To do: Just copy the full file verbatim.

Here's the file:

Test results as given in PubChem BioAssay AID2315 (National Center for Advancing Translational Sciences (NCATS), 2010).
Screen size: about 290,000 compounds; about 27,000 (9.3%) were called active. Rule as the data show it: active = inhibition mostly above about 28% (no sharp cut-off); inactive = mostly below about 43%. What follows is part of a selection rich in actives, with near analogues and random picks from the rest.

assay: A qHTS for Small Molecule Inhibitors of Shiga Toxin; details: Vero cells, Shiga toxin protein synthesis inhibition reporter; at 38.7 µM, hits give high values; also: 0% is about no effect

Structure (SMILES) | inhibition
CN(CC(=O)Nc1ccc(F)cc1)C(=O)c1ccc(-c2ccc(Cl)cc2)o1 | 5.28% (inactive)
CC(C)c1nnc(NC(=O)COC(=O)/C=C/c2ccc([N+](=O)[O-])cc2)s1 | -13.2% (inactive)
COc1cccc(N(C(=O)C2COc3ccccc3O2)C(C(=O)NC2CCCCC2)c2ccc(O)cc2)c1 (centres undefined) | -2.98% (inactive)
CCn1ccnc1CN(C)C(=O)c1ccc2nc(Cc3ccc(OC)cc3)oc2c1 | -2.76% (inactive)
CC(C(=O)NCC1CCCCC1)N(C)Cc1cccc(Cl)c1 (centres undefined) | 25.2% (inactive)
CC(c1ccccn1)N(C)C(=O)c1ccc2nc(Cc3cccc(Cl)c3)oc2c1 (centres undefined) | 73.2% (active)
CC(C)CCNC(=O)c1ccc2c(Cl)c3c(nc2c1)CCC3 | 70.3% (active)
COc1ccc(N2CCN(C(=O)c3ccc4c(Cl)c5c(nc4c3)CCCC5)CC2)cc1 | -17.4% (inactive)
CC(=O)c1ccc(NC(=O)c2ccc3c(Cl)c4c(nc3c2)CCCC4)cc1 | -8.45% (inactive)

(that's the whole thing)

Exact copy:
Test results as given in PubChem BioAssay AID2315 (National Center for Advancing Translational Sciences (NCATS), 2010).
Screen size: about 290,000 compounds; about 27,000 (9.3%) were called active. Rule as the data show it: active = inhibition mostly above about 28% (no sharp cut-off); inactive = mostly below about 43%. What follows is part of a selection rich in actives, with near analogues and random picks from the rest.

assay: A qHTS for Small Molecule Inhibitors of Shiga Toxin; details: Vero cells, Shiga toxin protein synthesis inhibition reporter; at 38.7 µM, hits give high values; also: 0% is about no effect

Structure (SMILES) | inhibition
CN(CC(=O)Nc1ccc(F)cc1)C(=O)c1ccc(-c2ccc(Cl)cc2)o1 | 5.28% (inactive)
CC(C)c1nnc(NC(=O)COC(=O)/C=C/c2ccc([N+](=O)[O-])cc2)s1 | -13.2% (inactive)
COc1cccc(N(C(=O)C2COc3ccccc3O2)C(C(=O)NC2CCCCC2)c2ccc(O)cc2)c1 (centres undefined) | -2.98% (inactive)
CCn1ccnc1CN(C)C(=O)c1ccc2nc(Cc3ccc(OC)cc3)oc2c1 | -2.76% (inactive)
CC(C(=O)NCC1CCCCC1)N(C)Cc1cccc(Cl)c1 (centres undefined) | 25.2% (inactive)
CC(c1ccccn1)N(C)C(=O)c1ccc2nc(Cc3cccc(Cl)c3)oc2c1 (centres undefined) | 73.2% (active)
CC(C)CCNC(=O)c1ccc2c(Cl)c3c(nc2c1)CCC3 | 70.3% (active)
COc1ccc(N2CCN(C(=O)c3ccc4c(Cl)c5c(nc4c3)CCCC5)CC2)cc1 | -17.4% (inactive)
CC(=O)c1ccc(NC(=O)c2ccc3c(Cl)c4c(nc3c2)CCCC4)cc1 | -8.45% (inactive)